Book Report: Star Trek 11 by James Blish (1975, 1977)

Book coverWell, having just finished the Doubleday children’s books I own with 20,000 Leagues Under The Sea, I might as well move onto polishing the books in this series I have on my to-read shelves. So I read this, the penultimate volume I have of James Blish’s series of books that present the original Star Trek episodes as short stories. As I have mentioned, I also have several of the Star Trek Log books where Alan Dean Foster does the same with Star Trek: The Animated Series, but I’m not sure if I will jump right into that series after I finish Star Trek 13 someday in the near future.

At any rate, when I started this book, I noted that it was in exceptional shape. The spine is not cracked, the cover is cherry, and this despite the fact that previous owners(?) have written their names in the front and back cover. The front cover has Richard S. Musterman (?) Dec 2 1979, and the back cover has Steve Laube (?). How they wrote their names without cracking the spines… a mystery for the ages.

This book collects the following episodes as stories:

  • “What Are Little Girls Made Of”, the one where the Enterprise beams down to an inhospitable planet to find Nurse Chapel’s former flame has discovered technologies of an ancient civilization to build androids–and the Enterprise team learns that Korby, the aforementioned flame, is an android himself with the consciousness of the human transferred to it.
  • “The Squire of Gothos”, wherein the Enterprise encounters a rogue planet and investigates. Kirk and Sulu disappear from the Enterprise, and when an Enterprise away team beams down to the planet, they find an old castle with a seemingly omnipotent figure there. So it’s a bit of “Catspaw” and “For the World Is Hollow, And I Have Touched The Sky” from Star Trek 8 blended with Under the Dome, but that came later.
  • “Wink of an Eye”, the one where the crew beams down to a planet that had an advanced civilization, but the people are gone, and the crew hears an insect like buzzing. When they beam up, they hear the buzzing on the Enterprise, and something seems to be taking over the ship. Kirk learns, as he is accellerated by the former residents of the planet, they have been “sped up” so that they move faster than humans–and the queen of the planet has sped-up Kirk to make him her mate. But an ordinary injury will kill him, as all the time he has spent sped-up will cause him to rapidly age with any wound. I actually remembered this episode.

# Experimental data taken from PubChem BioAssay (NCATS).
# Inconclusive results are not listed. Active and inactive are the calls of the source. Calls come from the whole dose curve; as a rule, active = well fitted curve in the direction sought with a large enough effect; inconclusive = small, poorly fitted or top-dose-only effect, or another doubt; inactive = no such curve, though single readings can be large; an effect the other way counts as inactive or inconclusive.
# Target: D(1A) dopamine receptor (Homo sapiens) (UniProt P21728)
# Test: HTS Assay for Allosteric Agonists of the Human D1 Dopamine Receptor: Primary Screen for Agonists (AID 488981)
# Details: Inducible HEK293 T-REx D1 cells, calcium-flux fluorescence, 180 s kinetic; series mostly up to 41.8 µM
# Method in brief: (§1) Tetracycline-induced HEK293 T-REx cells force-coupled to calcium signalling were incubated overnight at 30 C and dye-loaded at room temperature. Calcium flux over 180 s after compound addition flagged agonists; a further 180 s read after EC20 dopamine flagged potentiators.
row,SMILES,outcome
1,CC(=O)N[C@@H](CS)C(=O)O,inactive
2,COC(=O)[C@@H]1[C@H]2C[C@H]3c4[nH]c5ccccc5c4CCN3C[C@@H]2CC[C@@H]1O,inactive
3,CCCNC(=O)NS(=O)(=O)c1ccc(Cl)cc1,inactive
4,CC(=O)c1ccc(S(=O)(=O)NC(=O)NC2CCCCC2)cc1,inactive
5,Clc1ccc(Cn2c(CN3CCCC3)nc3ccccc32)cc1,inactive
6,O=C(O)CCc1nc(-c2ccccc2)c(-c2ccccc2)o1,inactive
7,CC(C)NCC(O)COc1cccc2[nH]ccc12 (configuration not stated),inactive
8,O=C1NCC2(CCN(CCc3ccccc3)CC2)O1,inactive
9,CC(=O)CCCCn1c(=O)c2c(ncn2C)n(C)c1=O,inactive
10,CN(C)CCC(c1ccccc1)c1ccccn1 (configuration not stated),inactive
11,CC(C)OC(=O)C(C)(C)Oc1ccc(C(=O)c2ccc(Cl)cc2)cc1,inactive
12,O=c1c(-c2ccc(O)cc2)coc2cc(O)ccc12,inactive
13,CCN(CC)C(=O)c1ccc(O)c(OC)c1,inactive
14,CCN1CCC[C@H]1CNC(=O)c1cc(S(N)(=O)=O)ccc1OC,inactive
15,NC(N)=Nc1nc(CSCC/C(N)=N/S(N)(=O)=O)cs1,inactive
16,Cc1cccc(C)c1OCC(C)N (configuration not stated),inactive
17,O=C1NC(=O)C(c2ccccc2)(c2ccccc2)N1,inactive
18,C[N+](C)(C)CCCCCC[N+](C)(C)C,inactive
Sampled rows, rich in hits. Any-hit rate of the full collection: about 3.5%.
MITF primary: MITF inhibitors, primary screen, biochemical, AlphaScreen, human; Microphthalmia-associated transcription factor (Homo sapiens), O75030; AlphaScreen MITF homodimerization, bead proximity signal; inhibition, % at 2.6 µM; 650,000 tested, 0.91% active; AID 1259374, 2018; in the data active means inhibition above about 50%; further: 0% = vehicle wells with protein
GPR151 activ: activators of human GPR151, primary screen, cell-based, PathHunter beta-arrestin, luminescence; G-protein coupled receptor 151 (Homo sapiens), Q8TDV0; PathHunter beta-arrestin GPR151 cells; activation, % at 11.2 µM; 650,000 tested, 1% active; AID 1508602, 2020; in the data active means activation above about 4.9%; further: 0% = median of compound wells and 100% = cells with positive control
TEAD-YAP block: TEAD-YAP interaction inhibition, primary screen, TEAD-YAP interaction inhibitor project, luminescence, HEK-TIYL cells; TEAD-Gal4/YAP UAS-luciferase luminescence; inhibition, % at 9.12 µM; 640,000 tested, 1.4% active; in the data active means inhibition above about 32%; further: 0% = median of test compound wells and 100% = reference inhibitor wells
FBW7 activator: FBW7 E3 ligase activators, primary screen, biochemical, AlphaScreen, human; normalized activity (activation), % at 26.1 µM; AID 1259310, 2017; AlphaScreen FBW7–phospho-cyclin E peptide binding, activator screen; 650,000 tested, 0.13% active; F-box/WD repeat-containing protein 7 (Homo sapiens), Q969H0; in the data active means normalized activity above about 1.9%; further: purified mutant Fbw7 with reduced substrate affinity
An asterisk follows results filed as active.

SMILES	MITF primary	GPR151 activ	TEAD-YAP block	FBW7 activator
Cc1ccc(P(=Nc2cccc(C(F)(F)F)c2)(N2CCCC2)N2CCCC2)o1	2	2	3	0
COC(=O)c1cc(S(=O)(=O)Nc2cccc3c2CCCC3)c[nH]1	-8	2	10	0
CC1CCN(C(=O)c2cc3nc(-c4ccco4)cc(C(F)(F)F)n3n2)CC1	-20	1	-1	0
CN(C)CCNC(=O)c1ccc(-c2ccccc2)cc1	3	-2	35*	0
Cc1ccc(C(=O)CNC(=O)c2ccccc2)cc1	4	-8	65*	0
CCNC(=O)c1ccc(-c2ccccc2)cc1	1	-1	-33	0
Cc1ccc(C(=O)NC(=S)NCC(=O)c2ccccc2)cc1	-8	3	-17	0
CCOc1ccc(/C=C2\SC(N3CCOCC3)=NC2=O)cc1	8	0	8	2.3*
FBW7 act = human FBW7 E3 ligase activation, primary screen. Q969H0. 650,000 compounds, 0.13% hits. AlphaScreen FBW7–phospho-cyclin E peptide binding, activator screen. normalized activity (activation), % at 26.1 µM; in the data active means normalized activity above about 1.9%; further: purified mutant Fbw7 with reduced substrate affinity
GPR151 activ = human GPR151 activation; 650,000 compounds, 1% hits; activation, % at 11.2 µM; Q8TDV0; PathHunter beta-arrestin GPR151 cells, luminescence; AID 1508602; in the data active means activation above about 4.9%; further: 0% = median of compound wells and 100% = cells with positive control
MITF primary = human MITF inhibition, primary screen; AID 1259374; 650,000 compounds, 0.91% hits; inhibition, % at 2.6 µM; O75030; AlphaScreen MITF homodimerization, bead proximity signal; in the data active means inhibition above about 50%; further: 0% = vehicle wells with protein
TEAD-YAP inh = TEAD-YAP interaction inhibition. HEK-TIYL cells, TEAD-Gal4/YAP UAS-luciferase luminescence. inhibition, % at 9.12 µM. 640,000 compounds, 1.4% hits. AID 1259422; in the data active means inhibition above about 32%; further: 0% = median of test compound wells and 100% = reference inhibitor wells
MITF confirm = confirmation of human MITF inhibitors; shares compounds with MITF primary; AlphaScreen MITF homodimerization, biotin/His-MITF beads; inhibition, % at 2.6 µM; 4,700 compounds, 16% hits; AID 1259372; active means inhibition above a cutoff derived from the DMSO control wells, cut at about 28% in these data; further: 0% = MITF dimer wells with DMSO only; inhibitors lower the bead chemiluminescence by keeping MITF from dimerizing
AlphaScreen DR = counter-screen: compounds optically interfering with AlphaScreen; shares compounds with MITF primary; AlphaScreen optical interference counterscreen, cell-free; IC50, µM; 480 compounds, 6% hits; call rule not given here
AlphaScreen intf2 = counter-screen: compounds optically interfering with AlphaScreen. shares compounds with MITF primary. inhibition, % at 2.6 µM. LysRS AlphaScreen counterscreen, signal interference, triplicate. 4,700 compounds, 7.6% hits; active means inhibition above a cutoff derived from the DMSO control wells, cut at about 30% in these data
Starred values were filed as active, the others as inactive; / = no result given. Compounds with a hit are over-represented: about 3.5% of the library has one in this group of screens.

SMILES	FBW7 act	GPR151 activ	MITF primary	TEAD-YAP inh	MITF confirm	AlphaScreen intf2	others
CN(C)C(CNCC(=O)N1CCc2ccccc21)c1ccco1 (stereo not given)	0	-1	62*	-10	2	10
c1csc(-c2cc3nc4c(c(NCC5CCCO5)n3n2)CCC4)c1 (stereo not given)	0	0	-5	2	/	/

• “Bread and Circuses”, wherein the Enterprise finds the wreckage of a merchant ship and are kidnapped by residents of the planet where they found it. A planet where the Roman Empire did not fall, and the Enterprise landing party will fight the gladiators. Kirk discovers a friend of his, a crewman on the merchant ship, has been elevated to leadership by the real powers in the Empire, and that a small group of Christians have arisen later that will change the planet forever.
  • “Day of the Dove”, wherein the Enterprise responds to a distress call but finds no sender–and then a damaged Klingon battle cruiser appears, believing the Enterprise responsible for the damage. Everyone, Klingons and all, end up on the Enterprise, and they eventually discover an alien form that feeds on hostility–not unlike the alien that feeds on terror in “The Wolf in the Fold” which I read, again, in Star Trek 8.
  • “Plato’s Stepchildren”, wherein the Enterprise finds a seemingly omnipotent group of humans whose leader has developed a simple infection that they cannot treat because they’ve spent their lives improving their mental powers, but they’ve lost their understanding of the physical world–so they compel the Enterprise people to tend them and to entertain them. Which includes Nurse Chapel’s declaring her love for Spock and That Interracial Kiss between Uhura and Kirk.

So I remembered clearly one of the episodes, but by this time and through repeated viewings in my youth, it’s easy to understand why so many were immemorable: they shared so many tropes and shuffled similar concepts and conceits.

Well, as I might have mentioned, I have but one to clear from my to-read shelves that I know of, the last, Star Trek 13. Blish died in the middle 1970s, so this series proved to be his most lasting contribution to science fiction. I’m not knocking it–as you might know, gentle reader, I have published a couple of books and have sold maybe 150 total. So I cannot cast aspersions upon any writer, especially writers with big house contracts who sold piles of books.

This book, unlike Star Trek 8, had a table of contents and a preface by the author. I must wonder if these features come from later printings and not the originals.

But enough about me. Let’s talk about Sherry Jackson.

Sherry Howard played Andrea in “What Are Little Girls Made Of”–and I remember this along with one of the Mudd episodes where Kirk causes androids to fail using logical syllogisms. I certainly remember her outfit from the episode.

She got her start as a child actress, perhaps most notably in the Danny Thomas vehicle Make Room for Daddy. She grew up well, though, and had a slow but steady career in television into the 1980s, but seems to have moved on from all that. She’s still alive and is 80 years old. Hopefully, my posting about her will not jinx it.

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